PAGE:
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It’s hard not to sympathize with the task of the county Planning Commission in dealing with a burdensome volume of last minute, conflicting inputs about consequential applications that come before it.

Conflicting, because there appears to be a limitless supply of applicants who want to establish new wineries, or substantially enlarge existing ones, and an opposing body of public opinion that feels that enough is enough and that more wineries equal more traffic and a reduction of quality of life in Napa Valley.

And consequential, because everybody who lives or works in the valley knows that increased traffic engendered by workers in, or visitors to, the new wineries has grown alongside the increased number of wineries in recent years.

And the increase is undeniable, as a recent Register story reports. In 2015, 2016 and 2017 the Planning Commission has approved 26 new wineries and 32 major modifications of existing wineries. It has turned down just two such applications. Each approved application was intended to allow an increase in wine production. And the increased production of wine entails an increase in the number of employee-days required to do everything from the vineyard work to loading the finished bottles of wines on trucks to take them out of the valley.

It is also no secret that the valley lacks affordable and available housing for the incremental winery employees required to support the 26 new and 32 major modified wineries approved by the Commission. So a great many of the incremental employees, perhaps a vast majority, become incremental commuters on the highways coming from the locations where they can find affordable and available housing. Yet in case after case the Commission has found that the application created “no significant impact.”

But that’s just the winery end of the impact. Wineries are supported by visitors, most of whom live elsewhere and many of whom need accommodations to stay overnight in the valley. Thus an increasing demand for hotel rooms. And hotels are staffed by employees, many of whom also cannot find a place to live in the valley and become more commuters.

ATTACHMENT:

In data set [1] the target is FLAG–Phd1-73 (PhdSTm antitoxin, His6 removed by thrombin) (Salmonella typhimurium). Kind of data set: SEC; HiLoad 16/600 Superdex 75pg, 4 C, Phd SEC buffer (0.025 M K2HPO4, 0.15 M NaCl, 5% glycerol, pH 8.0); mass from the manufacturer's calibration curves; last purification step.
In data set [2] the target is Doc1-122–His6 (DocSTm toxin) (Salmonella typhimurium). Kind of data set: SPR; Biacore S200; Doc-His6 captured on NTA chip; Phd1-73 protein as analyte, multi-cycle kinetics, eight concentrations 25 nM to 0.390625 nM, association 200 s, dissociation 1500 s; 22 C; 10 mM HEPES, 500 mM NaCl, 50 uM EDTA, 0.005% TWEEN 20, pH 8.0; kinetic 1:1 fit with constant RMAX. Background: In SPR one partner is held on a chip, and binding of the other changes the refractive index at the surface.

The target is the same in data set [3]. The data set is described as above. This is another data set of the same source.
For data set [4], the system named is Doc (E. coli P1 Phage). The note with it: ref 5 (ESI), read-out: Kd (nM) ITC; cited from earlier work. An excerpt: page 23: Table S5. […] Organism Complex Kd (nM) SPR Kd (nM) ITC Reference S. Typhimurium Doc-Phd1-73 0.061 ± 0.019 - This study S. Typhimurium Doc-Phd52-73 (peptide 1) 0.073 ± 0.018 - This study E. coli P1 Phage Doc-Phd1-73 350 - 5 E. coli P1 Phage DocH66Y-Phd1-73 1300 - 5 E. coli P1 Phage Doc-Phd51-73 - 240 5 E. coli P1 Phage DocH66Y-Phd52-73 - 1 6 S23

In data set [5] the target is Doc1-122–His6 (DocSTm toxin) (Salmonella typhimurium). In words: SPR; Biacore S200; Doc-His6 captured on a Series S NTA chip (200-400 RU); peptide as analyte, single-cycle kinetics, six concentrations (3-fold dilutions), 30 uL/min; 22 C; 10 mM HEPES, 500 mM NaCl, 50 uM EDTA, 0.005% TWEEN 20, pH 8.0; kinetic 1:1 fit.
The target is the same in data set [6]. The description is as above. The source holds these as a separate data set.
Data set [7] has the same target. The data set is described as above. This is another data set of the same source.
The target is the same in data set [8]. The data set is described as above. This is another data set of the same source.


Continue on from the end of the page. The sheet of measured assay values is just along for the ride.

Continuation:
Now the 26 new wineries and the 32 major modifications, and a number of hotels, have probably been good for their owners. And they have created jobs for new employees who are presumably happy to have the jobs. And they have generated welcome incremental tax revenues for local governments.

But have they improved or impaired the quality of life for the residents not directly employed in the wineries or hotels? Maybe that’s not a question the Planning Commission has authority or competence to consider. But the Commission’s actions are the cause of a change, and cumulatively there has been an impact, and it is significant. If the Commission cannot address the cumulative impact of its actions, then the answer must be found elsewhere.

An initiative to control the growth of hillside vineyards will be voted on this year. It is a rather indirect means to affect traffic and quality of life, but it cuts in that direction. Fewer new vineyards mean fewers grapes to supply new winemaking capacity, either new wineries or major modifications. Less such capacity means fewer incremental commuters on the roads. Provided, however, there is an effectively enforced limitation on importing grapes from other areas for winemaking in Napa Valley, which is doubtful.

These are not easy issues and they need to be addressed. I think they will be addressed in the politics of the valley over coming years, even after the pending hillside vineyard initiative is decided. I cannot see how it is going to be politically acceptable to year after year continue to approve nearly every application for a new or enlarged winery.

The question may be: What are we trying to protect? The opportunity for winery owners to do more business? Or the quality of life of the other residents of the valley? If there is a way to do both, it is not obvious yet.

Full disclosure: In the 20-plus years I have lived in Napa, I have usually worked part-time in a number of different wineries. I count many winery owners and employees as my friends. Theirs is an admirable profession which brings pleasure to a great many people, myself included. I have enjoyed wine every day for about 50 years.

Ross Workman